• Content on how they’re handling the pandemic and any safety and hygiene adjustments they’re making to their protocols and procedures 
  • Hours of operation, especially if they have changed or are temporarily closing their storefront
  • Where customers can go to continue to support them 
  • Ways customers can continue to support them 
  • Other content that is informative and helpful regarding the pandemic 

For Consumers

Even though we’re all being advised to stay at home to flatten the curve, there are ways we can still contribute to the success of small businesses as consumers. Here’s how: 

1. Shop Online

Shopping online is convenient and easy, and now, it’s recommended. Since we can’t really go out and hit up our favorite stores right now, check them out online and purchase from them there. 

A lot of small shops don’t have a way to shop online, but given the recent climate, all that has changed. So many small businesses are adjusting their websites so they can start to sell their products without relying on in-person shoppers. Make sure you take advantage and show your support. 

2. Get Food Delivered

Restaurants are suffering right now, too. Many have had to lay off employees and waitstaff in hopes that they can re-hire them once they can open their doors again. Many have also made getting delivery and pick-up orders an easy option. 

Instead of dining out, pick a night a week to support your local restaurants by ordering delivery. Or, if you’d like to take a quick car ride to get out of the house, pick-up your order. Just make sure the restaurant you’re ordering from is taking the appropriate hygiene methods for everyone’s safety. 

Groceries are a necessity, and luckily, you don’t have to worry about heading out to the grocery store right now. Apps like Instacart allow you to order your groceries online and choose whether you’d like to pick them up or have them delivered.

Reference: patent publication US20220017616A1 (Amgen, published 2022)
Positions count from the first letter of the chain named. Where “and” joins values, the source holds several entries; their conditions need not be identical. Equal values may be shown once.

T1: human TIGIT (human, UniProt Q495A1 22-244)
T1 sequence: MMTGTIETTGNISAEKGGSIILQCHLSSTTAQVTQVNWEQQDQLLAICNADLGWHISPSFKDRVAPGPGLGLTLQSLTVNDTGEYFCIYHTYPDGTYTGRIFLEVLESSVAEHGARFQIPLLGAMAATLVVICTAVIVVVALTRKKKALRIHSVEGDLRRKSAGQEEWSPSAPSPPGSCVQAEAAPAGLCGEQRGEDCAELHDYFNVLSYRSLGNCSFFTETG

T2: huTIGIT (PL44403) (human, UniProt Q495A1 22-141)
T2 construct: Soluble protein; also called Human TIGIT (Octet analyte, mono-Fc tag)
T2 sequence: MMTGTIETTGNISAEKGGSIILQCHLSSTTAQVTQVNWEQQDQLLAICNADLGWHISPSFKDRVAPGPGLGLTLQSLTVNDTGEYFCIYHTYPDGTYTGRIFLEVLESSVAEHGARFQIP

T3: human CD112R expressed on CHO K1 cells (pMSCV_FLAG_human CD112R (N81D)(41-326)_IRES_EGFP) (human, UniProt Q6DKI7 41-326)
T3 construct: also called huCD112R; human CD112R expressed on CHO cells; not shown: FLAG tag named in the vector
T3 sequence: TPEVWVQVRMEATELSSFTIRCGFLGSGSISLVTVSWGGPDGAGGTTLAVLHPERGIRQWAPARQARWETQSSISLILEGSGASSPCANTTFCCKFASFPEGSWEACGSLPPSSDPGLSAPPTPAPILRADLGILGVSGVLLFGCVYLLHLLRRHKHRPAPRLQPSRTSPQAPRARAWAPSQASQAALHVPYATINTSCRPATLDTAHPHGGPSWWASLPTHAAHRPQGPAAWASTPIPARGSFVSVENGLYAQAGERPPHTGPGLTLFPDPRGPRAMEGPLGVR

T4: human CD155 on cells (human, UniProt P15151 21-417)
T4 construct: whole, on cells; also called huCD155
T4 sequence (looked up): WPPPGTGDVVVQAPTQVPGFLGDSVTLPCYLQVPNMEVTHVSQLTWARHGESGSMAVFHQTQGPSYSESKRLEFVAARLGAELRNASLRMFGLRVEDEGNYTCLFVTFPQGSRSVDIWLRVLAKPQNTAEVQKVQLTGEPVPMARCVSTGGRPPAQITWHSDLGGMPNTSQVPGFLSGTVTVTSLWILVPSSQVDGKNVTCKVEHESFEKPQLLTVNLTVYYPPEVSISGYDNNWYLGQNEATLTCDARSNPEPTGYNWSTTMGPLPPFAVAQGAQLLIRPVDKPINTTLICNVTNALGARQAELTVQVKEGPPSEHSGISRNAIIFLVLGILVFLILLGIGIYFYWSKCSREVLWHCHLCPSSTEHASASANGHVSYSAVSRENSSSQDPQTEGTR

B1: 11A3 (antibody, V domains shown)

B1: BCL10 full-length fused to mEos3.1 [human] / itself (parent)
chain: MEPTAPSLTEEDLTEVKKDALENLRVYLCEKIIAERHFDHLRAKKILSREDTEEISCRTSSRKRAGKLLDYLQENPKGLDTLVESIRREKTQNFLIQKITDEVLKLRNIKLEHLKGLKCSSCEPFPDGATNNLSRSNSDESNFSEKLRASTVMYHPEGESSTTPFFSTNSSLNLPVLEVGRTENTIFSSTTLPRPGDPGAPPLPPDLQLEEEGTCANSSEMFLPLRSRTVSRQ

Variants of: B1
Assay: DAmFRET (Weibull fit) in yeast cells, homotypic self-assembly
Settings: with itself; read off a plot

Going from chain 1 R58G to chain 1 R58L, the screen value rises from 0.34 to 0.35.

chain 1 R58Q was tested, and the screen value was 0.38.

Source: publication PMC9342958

3. Purchase Gift Cards

If you can’t hit up your favorite bookstore, restaurant, clothing store, or boutique, purchase a gift card now for you to use later once they’re open again. This is a great way to create immediate revenue for these stores, and it will be a nice treat for yourself, or someone else, later when you are able to use it. 

4. Be A Big Tipper

People who work hourly are used to relying on tips for most of their income. Needless to say, if they’re being laid off or if their hours are being greatly reduced, their income is plummeting. If you have the means, tip them a little more than you might typically when you go to pick up your food or when you add your tip online. 

5. Give Money to A Cause You Care About

Non-profits are taking a hit right now, too. Make sure you consider them when you’re looking to give back. A lot of these organizations are helping those who are in the worst spots through all of this, so they can definitely use the extra help and funds. 

6. Be A Participant

With hard times come creative measures. A lot of small businesses out there are trying different methods to reach and engage with their customers and audience. Encourage them by participating. For example, a shop down the street from my house has too much inventory to sell online. Instead, they’ve numbered everything in their window and have asked passersby to call a number to place an order for the numbered item they want. The fact that they’re going to that trouble and trying this kind of method to ensure people can still shop from them is so inspiring that it just makes you want to buy something in support. So, be an active participant. Sign up for that online course or workout class. 

We’re all in this together, and we have to look out for one another. Our community depends on our small businesses, and we depend on them. It’s crucial now, more than ever, that you should that support.